Biofuels have attracted much attention because of the declining amount of fossil fuels across the world and the rise of global warming. Some algae are known to produce more oil than terrestrial plants, and so they can be a promising source of oil. Japanese researchers have developed a new method of converting squalene, which is produced by microalgae, to jet fuel and gasoline. This study is part of a research project titled 'Next-generation energies for Tohoku recovery. Task 2: R&D on using algae biofuels'.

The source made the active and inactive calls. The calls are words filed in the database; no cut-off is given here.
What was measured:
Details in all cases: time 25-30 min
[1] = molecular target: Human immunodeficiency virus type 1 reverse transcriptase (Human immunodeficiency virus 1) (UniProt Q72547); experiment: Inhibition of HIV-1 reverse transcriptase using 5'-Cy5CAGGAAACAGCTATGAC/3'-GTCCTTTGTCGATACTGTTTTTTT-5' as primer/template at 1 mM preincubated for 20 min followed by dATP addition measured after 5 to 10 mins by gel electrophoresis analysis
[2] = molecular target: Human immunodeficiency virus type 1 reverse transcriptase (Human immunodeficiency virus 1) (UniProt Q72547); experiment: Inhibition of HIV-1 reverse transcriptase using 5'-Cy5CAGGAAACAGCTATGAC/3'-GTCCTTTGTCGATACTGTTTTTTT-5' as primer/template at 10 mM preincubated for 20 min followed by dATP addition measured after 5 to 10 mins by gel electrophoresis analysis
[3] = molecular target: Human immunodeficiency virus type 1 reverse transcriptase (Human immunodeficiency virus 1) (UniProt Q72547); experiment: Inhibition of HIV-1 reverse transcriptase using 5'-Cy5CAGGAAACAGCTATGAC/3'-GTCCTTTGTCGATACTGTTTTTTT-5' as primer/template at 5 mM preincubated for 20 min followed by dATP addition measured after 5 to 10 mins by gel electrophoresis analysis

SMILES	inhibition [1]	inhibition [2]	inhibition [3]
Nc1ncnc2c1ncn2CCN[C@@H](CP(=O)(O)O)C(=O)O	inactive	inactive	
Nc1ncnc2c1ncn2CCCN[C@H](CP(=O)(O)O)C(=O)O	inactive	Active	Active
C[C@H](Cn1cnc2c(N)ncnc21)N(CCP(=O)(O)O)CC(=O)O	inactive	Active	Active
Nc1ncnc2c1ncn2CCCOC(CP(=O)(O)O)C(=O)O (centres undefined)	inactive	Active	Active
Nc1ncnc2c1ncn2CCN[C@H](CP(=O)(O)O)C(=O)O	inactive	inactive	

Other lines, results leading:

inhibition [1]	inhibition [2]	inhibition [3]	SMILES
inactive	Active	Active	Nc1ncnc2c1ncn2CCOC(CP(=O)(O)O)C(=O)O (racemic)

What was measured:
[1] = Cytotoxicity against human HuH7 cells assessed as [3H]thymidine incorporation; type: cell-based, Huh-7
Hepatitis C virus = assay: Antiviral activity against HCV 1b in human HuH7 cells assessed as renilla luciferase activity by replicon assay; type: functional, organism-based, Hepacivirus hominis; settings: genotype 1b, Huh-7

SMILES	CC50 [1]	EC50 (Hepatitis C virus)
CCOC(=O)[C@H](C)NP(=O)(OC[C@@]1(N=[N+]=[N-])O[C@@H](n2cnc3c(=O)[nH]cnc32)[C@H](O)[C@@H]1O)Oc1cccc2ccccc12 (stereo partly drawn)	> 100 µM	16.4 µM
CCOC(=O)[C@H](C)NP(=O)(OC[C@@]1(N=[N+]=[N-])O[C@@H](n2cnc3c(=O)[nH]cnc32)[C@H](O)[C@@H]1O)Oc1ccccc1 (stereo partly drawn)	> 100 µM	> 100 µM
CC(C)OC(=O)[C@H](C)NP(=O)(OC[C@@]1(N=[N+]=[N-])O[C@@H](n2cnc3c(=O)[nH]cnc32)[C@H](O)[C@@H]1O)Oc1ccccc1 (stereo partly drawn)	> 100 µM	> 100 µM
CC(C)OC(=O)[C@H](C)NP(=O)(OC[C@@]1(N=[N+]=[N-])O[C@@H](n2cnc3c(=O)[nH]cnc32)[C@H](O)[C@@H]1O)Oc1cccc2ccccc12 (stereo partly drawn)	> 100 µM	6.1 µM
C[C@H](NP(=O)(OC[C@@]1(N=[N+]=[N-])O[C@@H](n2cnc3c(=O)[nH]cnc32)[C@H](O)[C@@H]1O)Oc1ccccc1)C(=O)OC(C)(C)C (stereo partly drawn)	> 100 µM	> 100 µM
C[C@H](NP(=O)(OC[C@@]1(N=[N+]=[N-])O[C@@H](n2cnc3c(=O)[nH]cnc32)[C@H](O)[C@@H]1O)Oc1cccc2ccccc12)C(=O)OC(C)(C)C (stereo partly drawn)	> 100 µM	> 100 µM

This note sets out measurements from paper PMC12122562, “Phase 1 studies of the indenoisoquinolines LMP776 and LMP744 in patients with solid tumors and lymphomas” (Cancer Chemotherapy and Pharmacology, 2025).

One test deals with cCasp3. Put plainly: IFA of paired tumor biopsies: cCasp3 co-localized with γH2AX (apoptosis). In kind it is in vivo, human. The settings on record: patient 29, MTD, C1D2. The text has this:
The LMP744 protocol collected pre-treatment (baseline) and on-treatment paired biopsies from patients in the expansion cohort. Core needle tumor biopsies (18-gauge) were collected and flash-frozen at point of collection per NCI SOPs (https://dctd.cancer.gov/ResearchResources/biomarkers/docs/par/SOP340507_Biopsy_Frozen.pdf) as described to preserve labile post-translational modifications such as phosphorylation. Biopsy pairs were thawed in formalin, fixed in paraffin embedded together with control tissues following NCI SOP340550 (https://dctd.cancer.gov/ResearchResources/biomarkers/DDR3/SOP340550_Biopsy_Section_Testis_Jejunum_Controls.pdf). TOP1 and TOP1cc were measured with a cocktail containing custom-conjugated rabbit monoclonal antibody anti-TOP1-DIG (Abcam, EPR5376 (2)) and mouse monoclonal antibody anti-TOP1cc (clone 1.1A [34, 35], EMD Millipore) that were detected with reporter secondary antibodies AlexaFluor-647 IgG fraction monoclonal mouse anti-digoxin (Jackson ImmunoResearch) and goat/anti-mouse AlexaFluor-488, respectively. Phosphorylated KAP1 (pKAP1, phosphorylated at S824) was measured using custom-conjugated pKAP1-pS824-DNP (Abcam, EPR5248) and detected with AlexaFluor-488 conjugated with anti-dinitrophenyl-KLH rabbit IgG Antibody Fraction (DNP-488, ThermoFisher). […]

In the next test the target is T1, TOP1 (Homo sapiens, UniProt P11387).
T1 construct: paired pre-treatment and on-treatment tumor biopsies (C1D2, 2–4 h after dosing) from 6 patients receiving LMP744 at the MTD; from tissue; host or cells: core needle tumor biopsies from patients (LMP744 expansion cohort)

Researchers treated squalane with this catalyst and hydrogen at 60 atm and 240 degrees Celsius to produce smaller hydrocarbons. These branched hydrocarbons are good components for gasoline and jet fuels because of their high octane number, low freezing point and good stability. This catalytic system makes good use of the squalene's branched structure, while conventional methods are more suitable to straight-chain molecules in petroleum. The produced hydrocarbons compose of only branched alkanes with simple distribution and do not contain toxic aromatics.
The results will be published in ChemSusChem.